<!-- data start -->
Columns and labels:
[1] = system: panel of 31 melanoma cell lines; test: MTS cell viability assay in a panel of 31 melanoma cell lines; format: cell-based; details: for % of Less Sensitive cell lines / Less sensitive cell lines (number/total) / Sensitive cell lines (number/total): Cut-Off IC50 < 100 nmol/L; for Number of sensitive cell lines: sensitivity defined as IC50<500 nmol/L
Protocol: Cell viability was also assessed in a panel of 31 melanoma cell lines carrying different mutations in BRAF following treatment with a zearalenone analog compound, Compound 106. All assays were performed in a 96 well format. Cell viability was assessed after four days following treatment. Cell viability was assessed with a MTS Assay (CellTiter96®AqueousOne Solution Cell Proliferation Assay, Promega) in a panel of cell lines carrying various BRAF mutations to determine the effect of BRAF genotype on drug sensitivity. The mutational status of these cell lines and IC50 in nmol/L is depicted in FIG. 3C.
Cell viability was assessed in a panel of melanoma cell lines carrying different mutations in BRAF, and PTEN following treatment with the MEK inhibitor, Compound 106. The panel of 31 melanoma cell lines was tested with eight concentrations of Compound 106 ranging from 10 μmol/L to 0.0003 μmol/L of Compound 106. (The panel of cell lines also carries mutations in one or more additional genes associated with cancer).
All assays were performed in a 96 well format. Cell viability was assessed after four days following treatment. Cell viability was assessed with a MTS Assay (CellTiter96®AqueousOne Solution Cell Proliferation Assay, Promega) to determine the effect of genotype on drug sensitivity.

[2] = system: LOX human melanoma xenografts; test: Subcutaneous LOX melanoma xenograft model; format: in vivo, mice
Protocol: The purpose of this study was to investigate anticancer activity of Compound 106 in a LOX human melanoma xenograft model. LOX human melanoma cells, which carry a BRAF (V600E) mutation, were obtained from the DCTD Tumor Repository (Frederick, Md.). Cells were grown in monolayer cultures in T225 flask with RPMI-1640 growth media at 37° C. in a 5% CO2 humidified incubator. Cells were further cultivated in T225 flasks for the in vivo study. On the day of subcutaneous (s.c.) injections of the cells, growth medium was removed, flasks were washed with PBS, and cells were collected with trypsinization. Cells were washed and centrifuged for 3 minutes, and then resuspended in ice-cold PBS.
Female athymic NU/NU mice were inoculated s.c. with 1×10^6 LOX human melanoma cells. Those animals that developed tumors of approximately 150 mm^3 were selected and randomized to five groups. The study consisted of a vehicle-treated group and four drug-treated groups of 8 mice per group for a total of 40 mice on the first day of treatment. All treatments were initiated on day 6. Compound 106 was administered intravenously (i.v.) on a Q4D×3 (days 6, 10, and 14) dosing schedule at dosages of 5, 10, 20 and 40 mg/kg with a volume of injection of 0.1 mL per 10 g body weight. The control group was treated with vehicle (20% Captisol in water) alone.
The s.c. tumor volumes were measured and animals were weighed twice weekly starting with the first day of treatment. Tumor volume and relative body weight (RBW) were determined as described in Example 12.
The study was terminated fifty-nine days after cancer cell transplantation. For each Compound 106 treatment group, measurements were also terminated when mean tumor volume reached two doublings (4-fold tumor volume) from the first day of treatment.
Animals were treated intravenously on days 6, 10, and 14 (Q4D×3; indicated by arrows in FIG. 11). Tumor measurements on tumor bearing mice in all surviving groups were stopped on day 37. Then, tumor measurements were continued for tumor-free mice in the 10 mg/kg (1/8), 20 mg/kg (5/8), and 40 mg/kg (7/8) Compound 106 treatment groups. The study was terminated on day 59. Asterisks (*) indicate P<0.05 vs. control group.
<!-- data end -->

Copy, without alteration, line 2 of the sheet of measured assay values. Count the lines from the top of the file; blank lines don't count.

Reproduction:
[1] = system: panel of 31 melanoma cell lines; test: MTS cell viability assay in a panel of 31 melanoma cell lines; format: cell-based; details: for % of Less Sensitive cell lines / Less sensitive cell lines (number/total) / Sensitive cell lines (number/total): Cut-Off IC50 < 100 nmol/L; for Number of sensitive cell lines: sensitivity defined as IC50<500 nmol/L